The Attack On Titan Subtitle Disaster

The Attack on Titan Subtitle Disaster

This evening, the live-action Attack on Titan movie was shown at theatres across North America. Some moviegoers have been waiting for this day. The subtitle screw up, though, they could've done without.

At tonight's San Francisco showing, there were reports that a third of the way through the movie, the English subtitles froze on a line of dialogue as the characters continued talking. Which seems like utter hell, especially if you've left the house and paid money to see a movie at the theatre.

Kotaku has reached out to the film's distributor, Funimation, for comment, but did not hear back prior to publication.

Unlike in the past, where subtitles were on each film frame, today's subtitles are added digitally. The assumption is that this could be an issue with the software or hardware being used to project the film.

The majority of the reports appear to be from the San Francisco screening. Though, the same issue apparently did happen elsewhere in Ohio and Wisconsin. There were also reports (here and here) of the movie being shown free of subtitle snafus, so this is still hard to gauge.

Kotaku reader Daniel Barnes, who attended the San Francisco screening, writes, "Much hilarity ensued as me and a bunch of the other people in the audience began laughing and riffing on it."

The subtitles froze on that line for the next twenty or thirty minutes as you can see in the stills Barnes snapped to show the extent of subtitle screw-up. Other Twitter users did likewise.

"Our theatre stopped the movie, over an hour into it, and said they were gonna restart from the beginning," Barnes added. Apparently, most patrons at this screening weren't interested and were given vouchers instead.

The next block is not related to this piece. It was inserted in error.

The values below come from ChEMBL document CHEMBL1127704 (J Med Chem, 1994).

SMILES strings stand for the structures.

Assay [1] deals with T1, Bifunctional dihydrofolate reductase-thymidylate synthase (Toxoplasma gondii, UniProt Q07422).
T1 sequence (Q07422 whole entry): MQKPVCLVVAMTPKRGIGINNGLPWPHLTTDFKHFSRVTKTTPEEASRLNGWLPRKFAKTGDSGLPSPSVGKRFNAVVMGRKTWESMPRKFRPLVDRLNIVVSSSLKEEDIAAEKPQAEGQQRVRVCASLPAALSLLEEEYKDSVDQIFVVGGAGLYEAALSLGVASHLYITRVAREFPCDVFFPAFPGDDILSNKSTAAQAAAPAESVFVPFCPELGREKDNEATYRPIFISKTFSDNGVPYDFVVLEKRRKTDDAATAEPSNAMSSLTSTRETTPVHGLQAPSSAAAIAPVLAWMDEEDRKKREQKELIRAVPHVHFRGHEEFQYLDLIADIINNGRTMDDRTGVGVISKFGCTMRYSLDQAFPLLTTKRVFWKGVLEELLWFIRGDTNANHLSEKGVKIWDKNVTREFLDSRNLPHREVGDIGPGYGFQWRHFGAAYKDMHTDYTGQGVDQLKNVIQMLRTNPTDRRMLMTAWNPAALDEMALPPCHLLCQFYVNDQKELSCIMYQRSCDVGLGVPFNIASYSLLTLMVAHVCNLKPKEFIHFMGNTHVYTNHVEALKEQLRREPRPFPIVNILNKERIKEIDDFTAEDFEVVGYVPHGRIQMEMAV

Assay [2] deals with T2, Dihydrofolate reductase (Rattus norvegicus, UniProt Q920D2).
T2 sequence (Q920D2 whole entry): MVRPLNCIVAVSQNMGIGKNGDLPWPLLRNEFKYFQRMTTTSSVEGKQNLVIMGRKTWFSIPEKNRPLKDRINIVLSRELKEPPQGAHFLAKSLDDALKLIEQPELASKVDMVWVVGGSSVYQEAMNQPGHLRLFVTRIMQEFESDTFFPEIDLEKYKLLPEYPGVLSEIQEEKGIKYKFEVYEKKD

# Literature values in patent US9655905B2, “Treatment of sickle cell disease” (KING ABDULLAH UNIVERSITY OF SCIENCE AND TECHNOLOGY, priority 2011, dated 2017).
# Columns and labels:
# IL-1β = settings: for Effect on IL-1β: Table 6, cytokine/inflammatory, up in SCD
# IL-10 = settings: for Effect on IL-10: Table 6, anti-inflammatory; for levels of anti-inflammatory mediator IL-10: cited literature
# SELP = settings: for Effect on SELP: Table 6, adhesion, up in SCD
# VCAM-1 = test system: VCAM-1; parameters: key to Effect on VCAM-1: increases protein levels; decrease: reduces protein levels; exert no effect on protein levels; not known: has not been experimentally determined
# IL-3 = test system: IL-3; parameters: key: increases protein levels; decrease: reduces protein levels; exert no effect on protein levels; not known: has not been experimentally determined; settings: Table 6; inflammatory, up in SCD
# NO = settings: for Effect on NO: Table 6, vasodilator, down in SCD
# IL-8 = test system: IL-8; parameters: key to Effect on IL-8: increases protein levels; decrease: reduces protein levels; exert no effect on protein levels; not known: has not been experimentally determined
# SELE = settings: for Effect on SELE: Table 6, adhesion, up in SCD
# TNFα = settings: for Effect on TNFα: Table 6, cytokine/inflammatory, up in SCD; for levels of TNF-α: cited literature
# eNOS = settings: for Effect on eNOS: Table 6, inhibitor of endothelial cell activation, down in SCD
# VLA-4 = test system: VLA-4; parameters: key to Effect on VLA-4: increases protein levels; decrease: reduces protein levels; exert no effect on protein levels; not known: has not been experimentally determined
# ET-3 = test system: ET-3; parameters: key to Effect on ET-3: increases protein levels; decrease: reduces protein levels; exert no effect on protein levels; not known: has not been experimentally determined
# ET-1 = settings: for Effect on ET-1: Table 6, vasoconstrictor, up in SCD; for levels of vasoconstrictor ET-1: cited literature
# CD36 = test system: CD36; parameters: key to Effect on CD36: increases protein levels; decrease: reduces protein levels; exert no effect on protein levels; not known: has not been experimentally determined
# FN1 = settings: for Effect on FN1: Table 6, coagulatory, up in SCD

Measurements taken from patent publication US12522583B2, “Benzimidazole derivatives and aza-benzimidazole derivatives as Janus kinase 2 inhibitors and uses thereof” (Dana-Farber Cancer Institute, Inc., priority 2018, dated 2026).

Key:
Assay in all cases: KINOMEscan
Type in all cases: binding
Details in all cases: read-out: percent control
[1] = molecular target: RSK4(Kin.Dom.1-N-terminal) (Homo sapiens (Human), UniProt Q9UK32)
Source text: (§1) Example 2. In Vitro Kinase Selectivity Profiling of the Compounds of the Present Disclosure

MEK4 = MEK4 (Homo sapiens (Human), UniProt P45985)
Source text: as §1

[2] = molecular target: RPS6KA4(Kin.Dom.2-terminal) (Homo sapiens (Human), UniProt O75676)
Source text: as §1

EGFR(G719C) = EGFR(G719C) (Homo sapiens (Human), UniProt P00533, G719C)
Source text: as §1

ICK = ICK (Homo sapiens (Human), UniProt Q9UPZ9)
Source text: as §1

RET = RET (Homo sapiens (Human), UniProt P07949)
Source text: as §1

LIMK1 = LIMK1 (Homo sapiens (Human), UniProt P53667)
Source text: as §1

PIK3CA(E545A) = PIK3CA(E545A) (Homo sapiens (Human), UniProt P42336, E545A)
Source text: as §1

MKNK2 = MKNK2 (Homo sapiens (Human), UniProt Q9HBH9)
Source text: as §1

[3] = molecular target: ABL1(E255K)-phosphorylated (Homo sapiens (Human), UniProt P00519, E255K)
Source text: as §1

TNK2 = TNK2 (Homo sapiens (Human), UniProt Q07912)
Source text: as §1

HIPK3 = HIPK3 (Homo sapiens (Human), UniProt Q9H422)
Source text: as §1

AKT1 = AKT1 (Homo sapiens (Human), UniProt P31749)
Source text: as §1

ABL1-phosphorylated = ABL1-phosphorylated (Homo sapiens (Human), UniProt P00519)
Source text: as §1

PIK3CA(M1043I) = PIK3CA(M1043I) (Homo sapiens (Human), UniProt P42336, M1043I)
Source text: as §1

In North America, the movie is slated to run at nearly 300 theatres, and it's already had a run in local cinemas. If you haven't already, read Kotaku's reviews of Volume 1 and Volume 2.

Top images: Daniel Barnes (Thanks Dan!)


    Malfunctions happen, it's not really 'hell', just a minor inconvenience. I was seeing a 3D movie at IMAX when one of the two projectors failed (which is a very disconcerting sensation when trying to watch a 3D movie) and they couldn't get it repaired. Just got a refund and went a different time.

    I would have reached out to the cinemas that reportedly had problems to find out what projection system they were running. The problem could be with a particular brand of system.

      I saw Harry Potter and the Half Blood prince in 3d at a Shanghai Imax theater where one of the projectors failed. They just turned it off (it was projecting an error message) and it became a 2d session.

      Though I imagine that if the subtitle projector had failed the session would have probably been refunded.

    Welp... I've been waiting for this day!

    Why wouldn't they do a test screening first and catch this issue..? Sounds like it was a software/hardware problem limited to a few cinemas.

      Most of the time, the first session of a film IS the test screening, on a cinema level anyway. Cinemas that run a film digitally are given a key that unlocks the film between certain times and dates, and it's all connected to a monitoring server. Films run at any other time other than authorised scheduled times are red-flagged and are investigated. Test screenings don't really exist anymore, because studios are concerned about piracy. That being said, the studio could have organised their own testing on a variety of projectors and maybe caught this, but they'll probably just send a patch :/

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